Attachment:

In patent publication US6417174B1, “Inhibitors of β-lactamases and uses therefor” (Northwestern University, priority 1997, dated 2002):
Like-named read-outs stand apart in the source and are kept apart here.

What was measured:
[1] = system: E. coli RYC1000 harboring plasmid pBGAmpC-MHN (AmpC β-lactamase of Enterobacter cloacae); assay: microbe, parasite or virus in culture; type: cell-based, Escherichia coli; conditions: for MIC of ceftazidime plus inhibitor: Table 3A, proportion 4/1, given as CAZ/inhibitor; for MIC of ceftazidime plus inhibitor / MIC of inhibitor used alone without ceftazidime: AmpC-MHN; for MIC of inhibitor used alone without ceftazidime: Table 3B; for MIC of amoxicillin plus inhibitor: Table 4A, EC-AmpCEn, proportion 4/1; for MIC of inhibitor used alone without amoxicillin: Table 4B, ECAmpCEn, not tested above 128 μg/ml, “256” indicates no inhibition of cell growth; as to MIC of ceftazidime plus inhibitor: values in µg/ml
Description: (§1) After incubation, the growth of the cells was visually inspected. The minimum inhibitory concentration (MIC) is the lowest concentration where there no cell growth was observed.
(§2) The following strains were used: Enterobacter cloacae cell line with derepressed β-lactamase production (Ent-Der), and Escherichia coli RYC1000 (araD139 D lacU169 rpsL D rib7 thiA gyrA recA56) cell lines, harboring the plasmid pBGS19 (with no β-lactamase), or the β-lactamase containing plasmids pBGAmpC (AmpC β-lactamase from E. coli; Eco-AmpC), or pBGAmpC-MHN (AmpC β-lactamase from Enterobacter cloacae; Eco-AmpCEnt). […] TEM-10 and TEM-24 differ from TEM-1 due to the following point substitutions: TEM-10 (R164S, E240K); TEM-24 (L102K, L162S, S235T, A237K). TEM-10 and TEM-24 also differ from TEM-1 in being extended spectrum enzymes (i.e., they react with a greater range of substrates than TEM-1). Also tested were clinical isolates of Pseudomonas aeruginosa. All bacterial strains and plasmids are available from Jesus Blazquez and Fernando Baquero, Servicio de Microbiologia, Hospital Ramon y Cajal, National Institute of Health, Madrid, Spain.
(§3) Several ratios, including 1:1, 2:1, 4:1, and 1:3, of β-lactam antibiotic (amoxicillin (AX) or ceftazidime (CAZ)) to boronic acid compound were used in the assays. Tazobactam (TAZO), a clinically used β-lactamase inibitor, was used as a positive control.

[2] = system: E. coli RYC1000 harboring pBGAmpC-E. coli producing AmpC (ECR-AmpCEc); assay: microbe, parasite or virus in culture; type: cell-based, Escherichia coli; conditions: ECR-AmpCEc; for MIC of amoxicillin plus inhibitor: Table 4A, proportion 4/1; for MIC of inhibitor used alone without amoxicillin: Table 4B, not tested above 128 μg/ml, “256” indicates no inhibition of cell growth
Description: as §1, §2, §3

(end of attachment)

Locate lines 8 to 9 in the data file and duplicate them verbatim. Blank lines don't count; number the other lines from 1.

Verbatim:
[2] = system: E. coli RYC1000 harboring pBGAmpC-E. coli producing AmpC (ECR-AmpCEc); assay: microbe, parasite or virus in culture; type: cell-based, Escherichia coli; conditions: ECR-AmpCEc; for MIC of amoxicillin plus inhibitor: Table 4A, proportion 4/1; for MIC of inhibitor used alone without amoxicillin: Table 4B, not tested above 128 μg/ml, “256” indicates no inhibition of cell growth
Description: as §1, §2, §3